The TCH however is another matter. I was given steroids to take the day before, the day of and the day after a treatment. Then when they wear off you come a big cropper as they tend to keep you a bit high. So 2 or 3 days after the 1st tx, I got really bad pains in the legs like something was eating my bones. The onc prescribed Digesic tablets evey 4 hours and 1 claratin tablet daily - this worked really well. The leg pains went after a few days and I only really suffered the first time. 

I also had bad stomach cramps and reflux which we fixed with Somac tablets. Also you mustn't get constipated, so I took Sennacot for that after making that big mistake once. You do get the runs too but that wasn't too bad for me - took a week or so for them to show up and only lasted a day.

I never had nausea owing to meds prescribed to take during treatment and for 2 days after. Food tastes yucky but by the third week you get your taste buds back.

So, you actually feel ok for one week out of 3. The second week is better than the first. The main thing is getting drugs to help. Once I had those, I got through it much better as I would start taking them before the side effect showed up.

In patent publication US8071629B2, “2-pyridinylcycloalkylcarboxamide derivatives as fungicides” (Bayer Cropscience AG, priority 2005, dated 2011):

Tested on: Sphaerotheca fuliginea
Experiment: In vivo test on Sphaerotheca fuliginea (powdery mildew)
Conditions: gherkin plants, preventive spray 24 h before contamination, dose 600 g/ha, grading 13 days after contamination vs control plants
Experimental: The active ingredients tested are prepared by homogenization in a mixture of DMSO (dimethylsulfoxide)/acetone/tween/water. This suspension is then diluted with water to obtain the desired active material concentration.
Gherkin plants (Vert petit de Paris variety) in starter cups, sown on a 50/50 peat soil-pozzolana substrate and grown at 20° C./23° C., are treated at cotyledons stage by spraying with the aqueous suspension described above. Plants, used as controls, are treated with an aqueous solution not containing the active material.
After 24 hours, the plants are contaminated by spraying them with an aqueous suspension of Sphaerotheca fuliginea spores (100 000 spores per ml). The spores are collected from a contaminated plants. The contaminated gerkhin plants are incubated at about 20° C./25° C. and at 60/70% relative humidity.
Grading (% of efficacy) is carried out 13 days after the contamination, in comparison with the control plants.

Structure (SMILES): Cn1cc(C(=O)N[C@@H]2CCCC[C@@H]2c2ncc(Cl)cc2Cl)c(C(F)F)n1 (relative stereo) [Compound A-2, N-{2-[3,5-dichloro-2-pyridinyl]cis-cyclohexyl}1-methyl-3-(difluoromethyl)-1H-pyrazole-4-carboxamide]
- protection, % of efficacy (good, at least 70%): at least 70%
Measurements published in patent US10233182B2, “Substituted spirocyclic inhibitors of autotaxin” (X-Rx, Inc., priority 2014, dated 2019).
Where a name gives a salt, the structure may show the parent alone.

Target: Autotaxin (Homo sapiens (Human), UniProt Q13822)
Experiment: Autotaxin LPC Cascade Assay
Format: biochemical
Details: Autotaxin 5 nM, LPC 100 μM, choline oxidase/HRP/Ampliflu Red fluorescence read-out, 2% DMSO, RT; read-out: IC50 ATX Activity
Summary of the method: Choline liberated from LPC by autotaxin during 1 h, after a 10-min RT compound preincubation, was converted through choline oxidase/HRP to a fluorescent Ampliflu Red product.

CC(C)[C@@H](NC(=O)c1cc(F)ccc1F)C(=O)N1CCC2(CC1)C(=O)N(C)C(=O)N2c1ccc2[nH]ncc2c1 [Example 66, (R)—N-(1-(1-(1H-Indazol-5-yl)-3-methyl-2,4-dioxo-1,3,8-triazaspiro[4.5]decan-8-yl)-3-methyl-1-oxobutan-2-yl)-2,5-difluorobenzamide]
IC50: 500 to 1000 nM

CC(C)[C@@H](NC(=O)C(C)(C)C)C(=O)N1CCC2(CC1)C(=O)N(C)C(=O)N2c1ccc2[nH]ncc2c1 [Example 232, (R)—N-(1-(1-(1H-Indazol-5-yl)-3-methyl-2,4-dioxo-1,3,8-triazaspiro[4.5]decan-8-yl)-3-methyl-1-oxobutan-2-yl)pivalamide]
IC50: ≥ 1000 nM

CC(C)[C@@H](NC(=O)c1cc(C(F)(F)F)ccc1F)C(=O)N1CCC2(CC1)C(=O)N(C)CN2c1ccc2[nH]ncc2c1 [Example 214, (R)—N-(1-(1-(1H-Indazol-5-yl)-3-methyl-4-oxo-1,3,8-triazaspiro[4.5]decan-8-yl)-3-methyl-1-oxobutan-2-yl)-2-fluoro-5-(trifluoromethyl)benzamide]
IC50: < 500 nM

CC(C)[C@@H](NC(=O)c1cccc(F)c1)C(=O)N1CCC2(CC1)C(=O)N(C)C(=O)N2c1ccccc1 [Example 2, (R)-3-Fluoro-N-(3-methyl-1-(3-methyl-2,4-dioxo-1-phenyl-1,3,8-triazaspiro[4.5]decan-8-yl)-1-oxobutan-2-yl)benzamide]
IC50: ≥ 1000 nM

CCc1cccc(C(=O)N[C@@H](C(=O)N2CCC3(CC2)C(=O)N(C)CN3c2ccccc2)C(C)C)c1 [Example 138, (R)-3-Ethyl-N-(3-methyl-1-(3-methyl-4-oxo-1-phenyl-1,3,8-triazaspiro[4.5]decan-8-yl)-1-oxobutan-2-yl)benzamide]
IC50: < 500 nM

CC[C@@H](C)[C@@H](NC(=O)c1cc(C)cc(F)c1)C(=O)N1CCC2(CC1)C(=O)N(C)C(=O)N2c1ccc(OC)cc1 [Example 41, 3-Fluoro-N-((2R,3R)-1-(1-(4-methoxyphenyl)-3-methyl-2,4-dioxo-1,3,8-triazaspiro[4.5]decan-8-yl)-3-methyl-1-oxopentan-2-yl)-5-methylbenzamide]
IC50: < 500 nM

I hope this doesn't scare you off. It's only 6 times and you get in to a routine. If you are going down this road - make sure you get a portacath in your chest - that is the best thing I ever did.

There's no way I would have refused this treatment because of the HER2 - I don't think you can afford to. We are so lucky it's available to early bc patients now - 5 or 6 years ago it wasn't.

Sue

2nd diagnosis October 2010 - IDC 5.8mm node negative - missed on mammogram in October 2009 Dx 10/13/2009, ILC, 1cm, Stage I, Grade 3, 0/5 nodes, ER+/PR+, HER2+
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Dec 12, 2010 06:26AM REKoz wrote:

Hi Nancy-

Fellow BC hotbed Long Islander here. Your diagnosis sounds very similar to mine with only I was ER & PR+.  Mastectomy was my only choice since the removal of 2 papillomas along with the 1.2 IDC basically took any small breast that I originally had. So no radiation for me.

So in the terror of it all, I was at least comforted by the idea that I'd have surgery and be on my not so merry way. WRONG! I will never forget when going over the biopsy results with the breast surgeon. She pointed out this unknown HER2 thing as being triple positive and discussed the practicality of having a port installed during my BMX rather than as a separate procedure. HUH?? So I got the whole rundown on Herceptin with the caveat that I would be getting it first with chemo. I ended up walking out of there with an unsolicited script for valium!